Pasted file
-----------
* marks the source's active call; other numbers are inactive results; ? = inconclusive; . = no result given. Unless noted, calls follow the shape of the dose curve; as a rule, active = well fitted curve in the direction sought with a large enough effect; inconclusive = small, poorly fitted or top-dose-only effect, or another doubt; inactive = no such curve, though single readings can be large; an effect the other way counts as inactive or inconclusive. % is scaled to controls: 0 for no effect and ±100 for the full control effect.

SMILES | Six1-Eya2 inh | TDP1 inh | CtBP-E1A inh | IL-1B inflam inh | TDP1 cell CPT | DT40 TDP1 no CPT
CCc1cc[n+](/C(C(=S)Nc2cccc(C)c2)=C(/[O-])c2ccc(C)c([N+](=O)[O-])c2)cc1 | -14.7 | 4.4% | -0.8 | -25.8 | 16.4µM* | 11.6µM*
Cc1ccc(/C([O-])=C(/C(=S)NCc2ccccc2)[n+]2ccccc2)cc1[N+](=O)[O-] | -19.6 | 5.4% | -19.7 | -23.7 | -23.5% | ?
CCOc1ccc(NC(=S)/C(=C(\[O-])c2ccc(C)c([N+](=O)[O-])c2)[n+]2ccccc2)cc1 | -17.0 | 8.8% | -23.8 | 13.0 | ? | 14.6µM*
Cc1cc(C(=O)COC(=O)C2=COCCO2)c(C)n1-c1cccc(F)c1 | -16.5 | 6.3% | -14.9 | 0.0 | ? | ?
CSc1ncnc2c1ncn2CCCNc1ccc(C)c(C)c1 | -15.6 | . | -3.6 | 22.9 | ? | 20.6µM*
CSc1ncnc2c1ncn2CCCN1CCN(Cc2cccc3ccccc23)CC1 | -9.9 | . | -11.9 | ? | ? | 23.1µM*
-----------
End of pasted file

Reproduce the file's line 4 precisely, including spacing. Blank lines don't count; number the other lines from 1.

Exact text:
Cc1ccc(/C([O-])=C(/C(=S)NCc2ccccc2)[n+]2ccccc2)cc1[N+](=O)[O-] | -19.6 | 5.4% | -19.7 | -23.7 | -23.5% | ?